The decision by administrators at Wasatch High School in Utah to add Photoshopped clothing to cover bare clavicles and shoulders in the yearbook photos of at least seven girls is at least in part a story about how rapidly changing mores around dress, sexuality, and body adornment are confounding US school officials.
To be sure, the decision to alter the pictures has put the school in the spotlight for what some critics have called “shoulder-shaming” and misogyny, especially since no male pictures were altered. Photos of student athletes and cheerleaders that showed more than the permitted amount of skin also were not altered.
One girl cried during a television interview because the school added a shirt top to downplay her clavicles, which also covered up part of a tattoo that reads, “I am enough the way I am.”
On Friday, school officials declined to apologize for the Photoshopping, saying there were signs on picture day warning students that it could happen if they didn’t obey the dress code. School officials did say they’ll review the policy, acknowledging it was not evenly applied throughout the 2014 yearbook. (Most schools offer a make-up picture day for students who come to school dressed inappropriately.)
That non-apology has drawn widespread criticism from parents, students and women’s rights activists, who note that the school officials’ decision fits into what they see as a broader pattern of misogyny. The story broke after commentators spent a week discussing the Isla Vista, Calif., killings in which a troubled young man, Elliot Rodger, spouted angry denunciations of women in a disturbing YouTube video preceding the college-town stabbings and shootings, in which two women and four men died.
At the same time, the incident highlights the growing quandary that many school officials face as trends in body adornment and dress grow increasingly risqué and distracting.
“There’s a tremendous amount of confusion in public schools these days about dress and appearance, because the social norms have changed so dramatically that tattoos and strange body piercings and other forms of personal expression, many of which were once reserved for sailors and convicts, are now proliferating and displayed prominently by high school students through social media,” says Roy Peter Clark, a long-time faculty member at the Poynter Institute of Media Studies, in St. Petersburg, Fla.
School officials have to deal also with whether wearing particular colors, logos, or symbols labels you as a gang member, or confers religious or political affiliations.
That dilemma may have been magnified at Wasatch High School, which anchors a town in which about two-thirds of the population are members of the Church of Jesus Christ of Latter-Day Saints, the Mormon church. The church encourages members to dress modestly, and instructs women to cover bare shoulders and avoid short skirts and short-shorts.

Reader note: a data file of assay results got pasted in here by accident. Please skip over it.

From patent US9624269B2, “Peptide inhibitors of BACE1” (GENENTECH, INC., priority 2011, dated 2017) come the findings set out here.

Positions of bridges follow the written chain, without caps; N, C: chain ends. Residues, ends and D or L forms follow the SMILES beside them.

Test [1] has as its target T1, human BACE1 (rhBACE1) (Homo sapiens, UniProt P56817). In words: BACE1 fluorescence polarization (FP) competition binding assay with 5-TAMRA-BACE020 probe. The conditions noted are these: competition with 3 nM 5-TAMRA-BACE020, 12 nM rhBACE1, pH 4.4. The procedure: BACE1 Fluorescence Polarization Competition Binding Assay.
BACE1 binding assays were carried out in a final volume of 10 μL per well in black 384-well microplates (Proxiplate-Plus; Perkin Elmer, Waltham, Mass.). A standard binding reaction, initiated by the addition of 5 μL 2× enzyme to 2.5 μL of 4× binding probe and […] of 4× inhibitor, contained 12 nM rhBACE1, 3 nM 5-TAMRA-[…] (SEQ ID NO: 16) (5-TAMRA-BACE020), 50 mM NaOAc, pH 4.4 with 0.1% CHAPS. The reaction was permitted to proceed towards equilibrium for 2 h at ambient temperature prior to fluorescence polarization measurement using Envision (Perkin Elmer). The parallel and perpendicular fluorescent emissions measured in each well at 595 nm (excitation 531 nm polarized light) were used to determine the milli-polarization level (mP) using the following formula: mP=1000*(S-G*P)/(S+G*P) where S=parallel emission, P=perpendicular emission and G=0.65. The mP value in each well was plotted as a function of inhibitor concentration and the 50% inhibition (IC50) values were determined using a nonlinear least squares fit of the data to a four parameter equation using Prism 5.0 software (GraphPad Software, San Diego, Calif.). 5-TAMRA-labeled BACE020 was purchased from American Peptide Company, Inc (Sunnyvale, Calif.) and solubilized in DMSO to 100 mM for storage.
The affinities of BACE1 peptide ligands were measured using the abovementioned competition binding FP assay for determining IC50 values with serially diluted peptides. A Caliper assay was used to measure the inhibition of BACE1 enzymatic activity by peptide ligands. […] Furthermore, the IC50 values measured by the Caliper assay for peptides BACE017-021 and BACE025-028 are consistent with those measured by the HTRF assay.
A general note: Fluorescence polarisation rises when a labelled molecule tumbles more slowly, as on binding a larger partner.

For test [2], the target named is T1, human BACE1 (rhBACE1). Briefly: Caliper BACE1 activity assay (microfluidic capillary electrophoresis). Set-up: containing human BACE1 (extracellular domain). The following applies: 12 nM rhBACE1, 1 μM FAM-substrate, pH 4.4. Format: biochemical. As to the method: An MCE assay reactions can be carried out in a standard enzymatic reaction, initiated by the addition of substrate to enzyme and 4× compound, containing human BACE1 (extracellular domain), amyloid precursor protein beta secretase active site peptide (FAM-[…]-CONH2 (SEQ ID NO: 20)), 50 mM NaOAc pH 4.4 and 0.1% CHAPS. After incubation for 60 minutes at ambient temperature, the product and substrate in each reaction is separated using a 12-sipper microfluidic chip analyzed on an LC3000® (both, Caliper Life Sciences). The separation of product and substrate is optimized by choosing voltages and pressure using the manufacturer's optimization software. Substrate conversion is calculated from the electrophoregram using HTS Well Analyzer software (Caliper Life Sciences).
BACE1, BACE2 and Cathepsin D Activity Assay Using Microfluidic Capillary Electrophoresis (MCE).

More recently, the church has begun to focus more on the modesty requirements in girls’ dress, in part in response to images in popular culture that glorify body adornment and sexuality.
That sensitivity is reflected in the Wasatch School District dress code, which refers to “modesty” twice as it points out that clothing must cover shoulders, midriff, back, underwear, and cleavage “at all times.”
Critics, however, argued that the original photographs were hardly tasteless, and reflected the girls’ appropriate aesthetic.
“Necklines were raised up, sleeves were added, and tank top straps were thickened to not only show less skin but also totally ruin a poor girl's meticulously planned outfit,” writes Jenna Mullins, on E! Online. “For example, one girl's adorable flowered tank top suddenly grew a shirt underneath it. Who wears a shirt under a top like that?! After the 1990's, we mean.”
For the student journalists who put together the yearbook at Wasatch High, the pressure from administration to alter the photos forced them into an “ethical breach,” says Ron Johnson, director of student media at Indiana University and a board member at the National Student Press Association (NSPA).
“There are community standards, which are important and understandable, and also put pressure on administrators, but censoring and manipulating is never the answer to respond to those standards,” says Mr. Johnson.
“Unfortunately a lot of school administrators see the yearbook as more of a public relations tool, to show the school the way the way they would like it to be seen, not the way it actually is,” says Peter Bobkowski, a journalism professor at the University of Kansas, and also an NSPA board member.
“The fact is, in high school, portraits are still a very huge deal, they’re an end of the year highlight, and it’s part of a rich historical record,” says Johnson, at Indiana University. This incident “just really spoils a great event for the students and also for the yearbook staff that spent months working on this as a journalistic enterprise only to have it all spoiled.”
"When I show my grandchildren, I'm gonna be like, 'Yeah, I went to a high school where we weren't allowed to be who we were,’ ” she said.